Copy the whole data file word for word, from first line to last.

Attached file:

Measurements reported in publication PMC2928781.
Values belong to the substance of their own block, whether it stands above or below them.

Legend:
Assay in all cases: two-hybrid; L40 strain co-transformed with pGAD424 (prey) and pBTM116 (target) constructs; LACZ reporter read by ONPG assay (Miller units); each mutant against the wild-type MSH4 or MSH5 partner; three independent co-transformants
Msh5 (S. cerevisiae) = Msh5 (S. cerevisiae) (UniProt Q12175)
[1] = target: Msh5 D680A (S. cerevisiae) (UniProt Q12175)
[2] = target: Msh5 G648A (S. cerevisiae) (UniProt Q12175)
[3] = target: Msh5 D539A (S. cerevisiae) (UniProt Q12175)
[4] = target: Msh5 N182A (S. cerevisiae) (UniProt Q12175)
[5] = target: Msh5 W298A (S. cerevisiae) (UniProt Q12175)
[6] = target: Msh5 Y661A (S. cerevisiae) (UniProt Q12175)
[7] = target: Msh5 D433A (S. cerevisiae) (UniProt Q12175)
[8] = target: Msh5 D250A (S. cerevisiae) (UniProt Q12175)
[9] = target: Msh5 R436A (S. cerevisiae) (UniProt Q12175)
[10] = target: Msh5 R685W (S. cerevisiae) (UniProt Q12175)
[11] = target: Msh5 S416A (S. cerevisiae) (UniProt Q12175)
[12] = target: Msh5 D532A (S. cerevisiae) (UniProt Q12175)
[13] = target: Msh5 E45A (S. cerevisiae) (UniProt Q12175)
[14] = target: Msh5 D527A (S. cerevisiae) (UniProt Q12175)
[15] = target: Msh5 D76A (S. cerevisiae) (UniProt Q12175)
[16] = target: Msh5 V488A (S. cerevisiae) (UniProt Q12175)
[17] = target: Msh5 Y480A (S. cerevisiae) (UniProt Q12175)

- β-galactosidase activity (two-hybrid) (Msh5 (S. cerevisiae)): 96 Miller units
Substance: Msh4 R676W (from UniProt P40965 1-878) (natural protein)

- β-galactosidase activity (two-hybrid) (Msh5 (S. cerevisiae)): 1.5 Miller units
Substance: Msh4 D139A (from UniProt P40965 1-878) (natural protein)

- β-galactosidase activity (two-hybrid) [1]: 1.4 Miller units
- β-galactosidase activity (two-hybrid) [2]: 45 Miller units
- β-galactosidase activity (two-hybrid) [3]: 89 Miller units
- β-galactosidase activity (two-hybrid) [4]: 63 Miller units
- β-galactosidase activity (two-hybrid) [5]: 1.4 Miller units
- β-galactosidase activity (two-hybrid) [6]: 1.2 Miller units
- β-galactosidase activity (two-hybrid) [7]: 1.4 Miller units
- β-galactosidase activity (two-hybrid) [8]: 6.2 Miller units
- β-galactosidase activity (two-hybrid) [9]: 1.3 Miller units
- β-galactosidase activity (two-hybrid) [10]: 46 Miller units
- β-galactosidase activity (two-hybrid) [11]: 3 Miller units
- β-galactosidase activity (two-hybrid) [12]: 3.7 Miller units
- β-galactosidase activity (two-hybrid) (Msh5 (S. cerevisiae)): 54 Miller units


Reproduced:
Measurements reported in publication PMC2928781.
Values belong to the substance of their own block, whether it stands above or below them.

Legend:
Assay in all cases: two-hybrid; L40 strain co-transformed with pGAD424 (prey) and pBTM116 (target) constructs; LACZ reporter read by ONPG assay (Miller units); each mutant against the wild-type MSH4 or MSH5 partner; three independent co-transformants
Msh5 (S. cerevisiae) = Msh5 (S. cerevisiae) (UniProt Q12175)
[1] = target: Msh5 D680A (S. cerevisiae) (UniProt Q12175)
[2] = target: Msh5 G648A (S. cerevisiae) (UniProt Q12175)
[3] = target: Msh5 D539A (S. cerevisiae) (UniProt Q12175)
[4] = target: Msh5 N182A (S. cerevisiae) (UniProt Q12175)
[5] = target: Msh5 W298A (S. cerevisiae) (UniProt Q12175)
[6] = target: Msh5 Y661A (S. cerevisiae) (UniProt Q12175)
[7] = target: Msh5 D433A (S. cerevisiae) (UniProt Q12175)
[8] = target: Msh5 D250A (S. cerevisiae) (UniProt Q12175)
[9] = target: Msh5 R436A (S. cerevisiae) (UniProt Q12175)
[10] = target: Msh5 R685W (S. cerevisiae) (UniProt Q12175)
[11] = target: Msh5 S416A (S. cerevisiae) (UniProt Q12175)
[12] = target: Msh5 D532A (S. cerevisiae) (UniProt Q12175)
[13] = target: Msh5 E45A (S. cerevisiae) (UniProt Q12175)
[14] = target: Msh5 D527A (S. cerevisiae) (UniProt Q12175)
[15] = target: Msh5 D76A (S. cerevisiae) (UniProt Q12175)
[16] = target: Msh5 V488A (S. cerevisiae) (UniProt Q12175)
[17] = target: Msh5 Y480A (S. cerevisiae) (UniProt Q12175)

- β-galactosidase activity (two-hybrid) (Msh5 (S. cerevisiae)): 96 Miller units
Substance: Msh4 R676W (from UniProt P40965 1-878) (natural protein)

- β-galactosidase activity (two-hybrid) (Msh5 (S. cerevisiae)): 1.5 Miller units
Substance: Msh4 D139A (from UniProt P40965 1-878) (natural protein)

- β-galactosidase activity (two-hybrid) [1]: 1.4 Miller units
- β-galactosidase activity (two-hybrid) [2]: 45 Miller units
- β-galactosidase activity (two-hybrid) [3]: 89 Miller units
- β-galactosidase activity (two-hybrid) [4]: 63 Miller units
- β-galactosidase activity (two-hybrid) [5]: 1.4 Miller units
- β-galactosidase activity (two-hybrid) [6]: 1.2 Miller units
- β-galactosidase activity (two-hybrid) [7]: 1.4 Miller units
- β-galactosidase activity (two-hybrid) [8]: 6.2 Miller units
- β-galactosidase activity (two-hybrid) [9]: 1.3 Miller units
- β-galactosidase activity (two-hybrid) [10]: 46 Miller units
- β-galactosidase activity (two-hybrid) [11]: 3 Miller units
- β-galactosidase activity (two-hybrid) [12]: 3.7 Miller units
- β-galactosidase activity (two-hybrid) (Msh5 (S. cerevisiae)): 54 Miller units